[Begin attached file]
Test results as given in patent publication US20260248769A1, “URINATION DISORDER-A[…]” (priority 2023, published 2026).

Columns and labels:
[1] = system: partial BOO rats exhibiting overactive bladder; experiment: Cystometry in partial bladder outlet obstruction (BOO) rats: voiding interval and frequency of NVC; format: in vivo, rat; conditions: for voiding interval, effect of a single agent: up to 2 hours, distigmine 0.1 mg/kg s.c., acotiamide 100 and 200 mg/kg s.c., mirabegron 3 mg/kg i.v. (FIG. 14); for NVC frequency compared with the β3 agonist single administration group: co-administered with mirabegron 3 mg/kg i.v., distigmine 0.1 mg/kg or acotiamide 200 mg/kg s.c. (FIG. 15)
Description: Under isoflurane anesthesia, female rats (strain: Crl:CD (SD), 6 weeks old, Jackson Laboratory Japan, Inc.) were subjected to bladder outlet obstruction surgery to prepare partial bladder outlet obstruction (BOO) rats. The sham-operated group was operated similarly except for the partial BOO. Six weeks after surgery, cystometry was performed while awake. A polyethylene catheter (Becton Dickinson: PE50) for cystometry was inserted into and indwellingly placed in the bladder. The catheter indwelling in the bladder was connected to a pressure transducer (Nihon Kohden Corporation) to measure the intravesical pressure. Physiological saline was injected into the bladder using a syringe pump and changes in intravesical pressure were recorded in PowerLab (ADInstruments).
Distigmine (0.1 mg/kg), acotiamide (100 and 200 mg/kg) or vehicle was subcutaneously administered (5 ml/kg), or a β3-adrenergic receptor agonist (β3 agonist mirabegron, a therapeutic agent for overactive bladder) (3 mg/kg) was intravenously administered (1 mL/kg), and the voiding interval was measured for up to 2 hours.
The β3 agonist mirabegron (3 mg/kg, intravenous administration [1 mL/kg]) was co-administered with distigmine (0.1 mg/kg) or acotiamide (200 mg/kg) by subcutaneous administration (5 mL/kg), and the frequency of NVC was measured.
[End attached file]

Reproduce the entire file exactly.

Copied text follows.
Test results as given in patent publication US20260248769A1, “URINATION DISORDER-A[…]” (priority 2023, published 2026).

Columns and labels:
[1] = system: partial BOO rats exhibiting overactive bladder; experiment: Cystometry in partial bladder outlet obstruction (BOO) rats: voiding interval and frequency of NVC; format: in vivo, rat; conditions: for voiding interval, effect of a single agent: up to 2 hours, distigmine 0.1 mg/kg s.c., acotiamide 100 and 200 mg/kg s.c., mirabegron 3 mg/kg i.v. (FIG. 14); for NVC frequency compared with the β3 agonist single administration group: co-administered with mirabegron 3 mg/kg i.v., distigmine 0.1 mg/kg or acotiamide 200 mg/kg s.c. (FIG. 15)
Description: Under isoflurane anesthesia, female rats (strain: Crl:CD (SD), 6 weeks old, Jackson Laboratory Japan, Inc.) were subjected to bladder outlet obstruction surgery to prepare partial bladder outlet obstruction (BOO) rats. The sham-operated group was operated similarly except for the partial BOO. Six weeks after surgery, cystometry was performed while awake. A polyethylene catheter (Becton Dickinson: PE50) for cystometry was inserted into and indwellingly placed in the bladder. The catheter indwelling in the bladder was connected to a pressure transducer (Nihon Kohden Corporation) to measure the intravesical pressure. Physiological saline was injected into the bladder using a syringe pump and changes in intravesical pressure were recorded in PowerLab (ADInstruments).
Distigmine (0.1 mg/kg), acotiamide (100 and 200 mg/kg) or vehicle was subcutaneously administered (5 ml/kg), or a β3-adrenergic receptor agonist (β3 agonist mirabegron, a therapeutic agent for overactive bladder) (3 mg/kg) was intravenously administered (1 mL/kg), and the voiding interval was measured for up to 2 hours.
The β3 agonist mirabegron (3 mg/kg, intravenous administration [1 mL/kg]) was co-administered with distigmine (0.1 mg/kg) or acotiamide (200 mg/kg) by subcutaneous administration (5 mL/kg), and the frequency of NVC was measured.